Dispatches > The Buzz

The Buzz

"The Buzz" Continued...

Issue: "News of the Year," Jan. 2, 2010

New Jersey

The New Jersey state Senate indefinitely postponed a vote to allow same-sex ­marriage, originally slated for Dec. 10, when a preliminary count revealed there were not enough votes for it to pass. Supporters will push the bill in the General Assembly where it is supposed to have more support, although traditional marriage advocates say the vote will be tight there, too. Len Deo, president of the New Jersey Family Policy Council (NJFPC), said he believes that constituents' calls helped strike the "tremendous blow" to the hopes of gay marriage advocates. State lawmakers reported that the ratio of calls received was 4-to-1 against the bill. Gay marriage proponents are trying to push the legislation through before Jan. 19, when Republican Chris Christie (who has promised to veto the bill) becomes governor.


The church that 2009 American Idol winner Kris Allen attends has been named the fastest-growing church in America, based on an annual report by Outreach magazine and LifeWay Research on the 100 fastest-growing U.S. churches.

Top 5 Fastest-Growing U.S. Churches
(attendance growth by number and percentage)
1. New Life Church, Conway, Ark.; pastor Rick Bezet
2. Calvary Temple Worship Center, Modesto, Calif.; pastor Glen Berteau
3. Cornerstone Church of San Diego, National City, Calif.; pastor Sergio De La Mora
4. Elevation Church, Charlotte, N.C.; pastor Steven Furtick
5. Faith Church of St. Louis, Fenton, Mo.; pastor David Crank

Top 5 Largest U.S. Churches
1. Lakewood Church, Houston, Texas; pastor Joel Osteen, 43,500 attendees
2. LifeChurch.tv, Edmond, Okla.; pastor Craig Groeschel 26,776 attendees
3. Willow Creek Community Church, South Barrington, Ill.; pastor Bill Hybels, 23,400 attendees
4. North Point Community Church, Alpharetta, Ga.; pastor Andy Stanley, 23,377 attendees
5. Second Baptist Church, Houston, Texas; pastor Ed Young Sr., 22,723 attendees

Googling it

Those who most know what most Americans were thinking about in 2009 are the data miners at Google.

Top 10 Headline News searches:
1. swine flu
2. inauguration
3. rush limbaugh
4. rod blagojevich
5. henry louis gates
6. h1b
7. california budget
8. al franken
9. sonia sotomayor
10. mark sanford

Fastest rising Google searches:
1. twitter
2. michael jackson
3. facebook
4. hulu
5. hi5
6. glee
7. paranormal activity
8. natasha richardson
9. farrah fawcett
10. lady gaga

Fastest falling Google searches:
1. john mccain
2. olympics
3. heath ledger
4. barack obama
5. sarah palin
6. circuit city
7. ron paul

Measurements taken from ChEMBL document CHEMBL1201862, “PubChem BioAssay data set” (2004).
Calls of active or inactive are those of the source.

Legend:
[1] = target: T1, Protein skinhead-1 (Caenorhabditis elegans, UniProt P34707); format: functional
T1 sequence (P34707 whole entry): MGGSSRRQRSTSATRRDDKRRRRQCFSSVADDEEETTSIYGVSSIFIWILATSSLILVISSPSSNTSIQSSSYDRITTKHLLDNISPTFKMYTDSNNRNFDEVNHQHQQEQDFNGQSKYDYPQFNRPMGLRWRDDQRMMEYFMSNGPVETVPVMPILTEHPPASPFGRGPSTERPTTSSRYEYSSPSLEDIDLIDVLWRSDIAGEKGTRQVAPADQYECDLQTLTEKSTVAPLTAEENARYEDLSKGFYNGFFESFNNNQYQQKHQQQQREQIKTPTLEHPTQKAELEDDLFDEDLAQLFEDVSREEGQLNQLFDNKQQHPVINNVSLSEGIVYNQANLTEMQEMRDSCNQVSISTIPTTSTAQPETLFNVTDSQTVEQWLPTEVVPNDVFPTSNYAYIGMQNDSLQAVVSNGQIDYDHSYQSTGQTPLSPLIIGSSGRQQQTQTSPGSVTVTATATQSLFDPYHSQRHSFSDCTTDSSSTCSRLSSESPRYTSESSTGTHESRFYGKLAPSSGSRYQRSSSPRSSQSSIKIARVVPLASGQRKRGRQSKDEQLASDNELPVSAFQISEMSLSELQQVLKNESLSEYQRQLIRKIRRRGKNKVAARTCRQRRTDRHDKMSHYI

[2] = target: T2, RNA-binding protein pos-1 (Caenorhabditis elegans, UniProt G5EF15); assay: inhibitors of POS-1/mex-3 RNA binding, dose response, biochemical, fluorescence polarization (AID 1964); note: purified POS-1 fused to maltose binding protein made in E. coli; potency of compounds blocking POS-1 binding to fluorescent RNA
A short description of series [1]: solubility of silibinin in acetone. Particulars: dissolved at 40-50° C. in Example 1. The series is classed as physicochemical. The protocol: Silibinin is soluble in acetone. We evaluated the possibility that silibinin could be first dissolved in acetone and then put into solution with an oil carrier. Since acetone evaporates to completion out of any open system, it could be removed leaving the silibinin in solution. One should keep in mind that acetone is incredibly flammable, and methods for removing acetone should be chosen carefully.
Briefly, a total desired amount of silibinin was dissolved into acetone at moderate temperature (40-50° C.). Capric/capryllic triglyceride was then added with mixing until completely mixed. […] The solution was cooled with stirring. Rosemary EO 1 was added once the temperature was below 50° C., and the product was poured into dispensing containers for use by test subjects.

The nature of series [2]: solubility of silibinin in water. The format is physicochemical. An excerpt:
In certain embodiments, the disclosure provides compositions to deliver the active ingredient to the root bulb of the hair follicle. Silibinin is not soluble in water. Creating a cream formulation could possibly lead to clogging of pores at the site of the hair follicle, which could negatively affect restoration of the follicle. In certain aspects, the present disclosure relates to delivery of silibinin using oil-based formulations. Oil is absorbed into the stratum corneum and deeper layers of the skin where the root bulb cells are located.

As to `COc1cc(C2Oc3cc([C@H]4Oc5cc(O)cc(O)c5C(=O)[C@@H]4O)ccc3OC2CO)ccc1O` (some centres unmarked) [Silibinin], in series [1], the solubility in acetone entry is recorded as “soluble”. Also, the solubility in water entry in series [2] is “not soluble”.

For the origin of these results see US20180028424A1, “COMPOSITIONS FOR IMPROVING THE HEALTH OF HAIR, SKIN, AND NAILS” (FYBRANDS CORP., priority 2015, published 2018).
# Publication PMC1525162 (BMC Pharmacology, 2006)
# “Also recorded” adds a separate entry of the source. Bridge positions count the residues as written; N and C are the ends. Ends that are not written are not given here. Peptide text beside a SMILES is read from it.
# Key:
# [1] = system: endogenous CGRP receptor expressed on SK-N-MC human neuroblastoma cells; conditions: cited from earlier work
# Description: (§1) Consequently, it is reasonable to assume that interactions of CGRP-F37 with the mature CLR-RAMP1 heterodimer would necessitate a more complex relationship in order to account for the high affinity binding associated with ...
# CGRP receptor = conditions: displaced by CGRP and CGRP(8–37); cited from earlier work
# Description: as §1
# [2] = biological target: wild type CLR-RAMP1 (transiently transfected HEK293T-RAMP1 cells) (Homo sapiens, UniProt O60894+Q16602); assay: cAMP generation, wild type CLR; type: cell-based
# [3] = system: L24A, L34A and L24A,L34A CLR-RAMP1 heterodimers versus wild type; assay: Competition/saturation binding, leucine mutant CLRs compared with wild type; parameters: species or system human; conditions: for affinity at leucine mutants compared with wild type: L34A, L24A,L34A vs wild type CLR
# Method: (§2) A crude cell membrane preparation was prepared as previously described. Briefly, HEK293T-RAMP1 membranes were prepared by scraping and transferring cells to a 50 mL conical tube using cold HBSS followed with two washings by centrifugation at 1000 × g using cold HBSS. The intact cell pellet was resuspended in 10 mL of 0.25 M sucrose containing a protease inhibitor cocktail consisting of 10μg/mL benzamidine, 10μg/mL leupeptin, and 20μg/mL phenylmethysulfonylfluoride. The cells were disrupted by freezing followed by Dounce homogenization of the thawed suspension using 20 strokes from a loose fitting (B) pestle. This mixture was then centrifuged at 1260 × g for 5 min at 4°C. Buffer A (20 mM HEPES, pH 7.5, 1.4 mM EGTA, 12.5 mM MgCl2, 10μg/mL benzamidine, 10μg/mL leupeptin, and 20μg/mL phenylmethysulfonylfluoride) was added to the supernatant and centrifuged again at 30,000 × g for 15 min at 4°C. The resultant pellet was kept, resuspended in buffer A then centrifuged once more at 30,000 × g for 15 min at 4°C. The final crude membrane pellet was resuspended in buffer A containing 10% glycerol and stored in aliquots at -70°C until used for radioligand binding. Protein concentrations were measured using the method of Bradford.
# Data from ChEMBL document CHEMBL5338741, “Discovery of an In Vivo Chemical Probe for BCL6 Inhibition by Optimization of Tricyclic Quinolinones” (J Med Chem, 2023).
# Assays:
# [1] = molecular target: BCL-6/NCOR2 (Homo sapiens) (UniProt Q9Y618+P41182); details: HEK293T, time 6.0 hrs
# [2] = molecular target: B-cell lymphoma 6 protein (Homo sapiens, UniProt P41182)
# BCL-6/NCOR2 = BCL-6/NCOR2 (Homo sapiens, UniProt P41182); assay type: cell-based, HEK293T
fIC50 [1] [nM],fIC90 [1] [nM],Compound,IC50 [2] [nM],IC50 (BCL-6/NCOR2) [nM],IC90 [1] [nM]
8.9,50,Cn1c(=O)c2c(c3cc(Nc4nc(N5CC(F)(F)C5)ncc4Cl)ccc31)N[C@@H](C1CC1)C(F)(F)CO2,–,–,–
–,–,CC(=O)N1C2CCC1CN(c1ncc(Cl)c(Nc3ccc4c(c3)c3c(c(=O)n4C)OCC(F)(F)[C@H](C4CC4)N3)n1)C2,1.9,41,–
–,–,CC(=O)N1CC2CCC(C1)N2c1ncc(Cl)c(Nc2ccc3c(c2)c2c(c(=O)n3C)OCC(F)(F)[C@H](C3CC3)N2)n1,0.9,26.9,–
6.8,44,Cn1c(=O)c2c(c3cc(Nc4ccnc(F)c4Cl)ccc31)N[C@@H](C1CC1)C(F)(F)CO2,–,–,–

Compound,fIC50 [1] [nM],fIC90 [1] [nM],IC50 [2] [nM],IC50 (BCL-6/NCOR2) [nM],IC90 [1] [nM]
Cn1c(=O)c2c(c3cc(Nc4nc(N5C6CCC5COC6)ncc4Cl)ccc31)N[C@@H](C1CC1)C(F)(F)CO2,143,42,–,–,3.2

8. iron man
9. spore
10. wii fit

Man knows not his time

He died Dec. 15 in quiet decline surrounded by family in wealthy Newport Beach, Calif., but at the height of his career evangelist Oral Roberts, 91, mounted global healing crusades and was the most well-known of prime-time television evangelists. "I was trying to play golf with Oral Roberts the other day," comedian Bob Hope used to joke, "but the holes kept healing up."

If it had not been for Roberts, "the entire charismatic movement might not have occurred," said pastor Jack Hayford, president of the International Foursquare Gospel, in a statement. But the soaring highs of an often controversial ministry based on faith healing and prosperity gospel teaching-which got its start when Roberts himself was miraculously healed of tuberculosis at age 17-were accompanied by dramatic and at times scandalous lows. In 1987 Roberts warned supporters that God would "call Oral Roberts home" unless they sent $8 million to his strapped ministry. He later claimed he raised over $9 million, but two years later closed his expansive City of Faith Medical Center anyway. In 2007 his son Richard, who had taken over Oral Roberts University (ORU) and its extended ministries from the elder Roberts, stepped down from ORU over allegations that he and his family had misused millions in ministry funds. That led to formal separation of Oral Roberts Evangelistic Association from ORU and an overhaul of school management at the behest of Hobby Lobby founder and ORU supporter Mart Green.

Fort Hood

Army officials have not said whether they will seek the death penalty in the court martial of Maj. Nidal Hasan, the gunman behind the Fort Hood killings. They have said that doctors will evaluate Hasan by mid-January to determine his competency to stand trial as well as his mental state at the time of the shooting. Hasan is charged with 13 counts of premeditated murder and 32 counts of attempted premeditated murder in the Nov. 5 shooting on the Texas Army post. He remains hospitalized in San Antonio, recovering from gunshot wounds that left him paralyzed from the chest down.


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